School of Medicine
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Dean W. Felsher
Professor of Medicine (Oncology) and of Pathology
Current Research and Scholarly Interests My laboratory investigates how oncogenes initiate and sustain tumorigenesis. I have developed model systems whereby I can conditionally activate oncogenes in normal human and mouse cells in tissue culture or in specific tissues of transgenic mice. In particular using the tetracycline regulatory system, I have generated a conditional model system for MYC-induced tumors. I have shown that cancers caused by the conditional over-expression of the MYC proto-oncogene regress with its inactivation.
Marcelo Fernandez Vina
Professor of Pathology (Research) at the Stanford University Medical Center
Bio Marcelo Fernández-Viña, Ph.D., D (ABHI) is a Professor for the Department of Pathology at Stanford University Medical School and serves as Director of the Histocompatibility, Immunogenetics and Disease Profiling Laboratory at this institution. He has been working in the fields of Histocompatibility and Immunogenetics since 1982. He earned a degree in Biochemistry from the School of Basic Sciences in Rosario, Argentina, and his Ph.D. in Internal Medicine from the University of Buenos Aires Medical School in Argentina. Previously he held a position as a Professor in the Department of Laboratory Medicine at the University of Texas M.D. Anderson Cancer Center in Houston. He has more than 180 peer reviewed publications, many of them focusing on HLA variation in multiple world populations, identifying susceptibility and resistance factors for diseases and in the impact of HLA mismatches in allogeneic transplantation; and 59 book chapters. He served as expert Consultant for Donor Searches for NMDP and as President Elect, President and Past President of the American Society for Histocompatibility and Immunogenetics. He served as a member of the Board of Directors and the Executive Committee for the United Network for Organ Sharing. He served as Co-Chair of the Immunobiology Committee of the CIBMTR; He also served as a member of the HHS Advisory Council on Blood Stem Cell Transplantation (ACBSCT).He serves as HLA Expert Consultant for the NMDP for the HRSA contract and is a member of the Histocompatibility Advisory Group for NMDP. He is Councilor of the International Histocompatibility Workshop and a member of the WHO Nomenclature Committee for Factors of the HLA System and was Chairman of the (17th) International HLA & Immunogenetics Workshop, and current President of the International HLA & Immunogenetics Workshop. He is Section Editor of Human Immunology and an Advisory Board Member of the International Journal of Immunogenetics and Bone Marrow Transplantation.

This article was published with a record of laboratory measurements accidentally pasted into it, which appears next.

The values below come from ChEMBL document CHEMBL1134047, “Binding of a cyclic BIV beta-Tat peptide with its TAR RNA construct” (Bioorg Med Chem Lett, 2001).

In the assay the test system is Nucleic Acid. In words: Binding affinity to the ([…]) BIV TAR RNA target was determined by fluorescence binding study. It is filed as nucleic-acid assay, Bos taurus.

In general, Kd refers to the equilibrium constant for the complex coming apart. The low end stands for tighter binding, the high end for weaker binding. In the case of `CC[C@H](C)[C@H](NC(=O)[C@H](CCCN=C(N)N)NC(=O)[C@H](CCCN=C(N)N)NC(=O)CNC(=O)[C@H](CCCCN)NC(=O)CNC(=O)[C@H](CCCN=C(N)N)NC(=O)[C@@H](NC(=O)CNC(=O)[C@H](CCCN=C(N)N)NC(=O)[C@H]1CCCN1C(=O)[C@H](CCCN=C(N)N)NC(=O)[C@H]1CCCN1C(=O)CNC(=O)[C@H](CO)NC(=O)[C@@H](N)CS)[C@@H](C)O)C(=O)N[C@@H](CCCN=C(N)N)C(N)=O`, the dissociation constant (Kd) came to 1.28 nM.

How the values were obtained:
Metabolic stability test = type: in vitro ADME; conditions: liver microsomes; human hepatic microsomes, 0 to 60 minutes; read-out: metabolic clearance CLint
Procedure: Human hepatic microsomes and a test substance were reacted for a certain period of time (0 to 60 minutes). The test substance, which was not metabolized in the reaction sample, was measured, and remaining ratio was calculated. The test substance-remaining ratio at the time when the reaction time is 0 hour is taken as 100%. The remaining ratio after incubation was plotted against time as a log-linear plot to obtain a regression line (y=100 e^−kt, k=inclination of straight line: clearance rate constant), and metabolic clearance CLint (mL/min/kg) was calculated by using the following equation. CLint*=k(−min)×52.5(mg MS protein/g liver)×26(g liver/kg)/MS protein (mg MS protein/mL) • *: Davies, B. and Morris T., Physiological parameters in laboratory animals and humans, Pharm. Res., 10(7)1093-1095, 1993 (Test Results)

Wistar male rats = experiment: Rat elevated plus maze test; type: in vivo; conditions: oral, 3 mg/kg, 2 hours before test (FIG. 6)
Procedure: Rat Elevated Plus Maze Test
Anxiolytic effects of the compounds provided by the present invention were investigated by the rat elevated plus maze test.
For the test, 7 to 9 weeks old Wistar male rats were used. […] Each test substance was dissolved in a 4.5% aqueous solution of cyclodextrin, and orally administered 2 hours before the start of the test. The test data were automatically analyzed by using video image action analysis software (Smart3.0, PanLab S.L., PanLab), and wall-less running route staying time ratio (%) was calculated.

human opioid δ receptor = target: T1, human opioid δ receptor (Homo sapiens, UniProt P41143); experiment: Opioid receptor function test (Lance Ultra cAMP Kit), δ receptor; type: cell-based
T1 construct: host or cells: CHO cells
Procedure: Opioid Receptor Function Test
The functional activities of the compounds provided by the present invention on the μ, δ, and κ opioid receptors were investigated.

George D. Smith Professor in Molecular and Genetic Medicine and Professor of Pathology and of Genetics
Current Research and Scholarly Interests We study natural cellular mechanisms for adapting to genetic change. These include systems activated during normal development and those for detecting and responding to foreign or unwanted genetic activity. Underlying these studies are questions of how a cells can distinguish information as "self" versus "nonself" or "wanted" versus "unwanted".
Assistant Professor of Pathology at the Stanford University Medical Center
Current Research and Scholarly Interests Dr. Folkins' interest is in gynecologic and obstetric pathology, specifically in ovarian and endometrial malignancies and placental clinical-pathologic disorders.
Resident in Pathology
Bio Dr. Erna Forgó is an Anatomic and Clinical Pathology Resident at Stanford University School of Medicine with special interests in Gastrointestinal & Hepatobiliary Pathology and Gynecologic Pathology.
Professor of Pathology
Current Research and Scholarly Interests Our research focus is define correlates of protection against hepatitis C virus and other viral pathogens. Detailed characterization of broadly neutralizing human or nonhuman primate monoclonal antibodies against these agents will create high-resolution, functional maps of linear and nonlinear epitopes comprising the major binding sites of both isolate-specific and broadly neutralizing antibodies for rational vaccine design.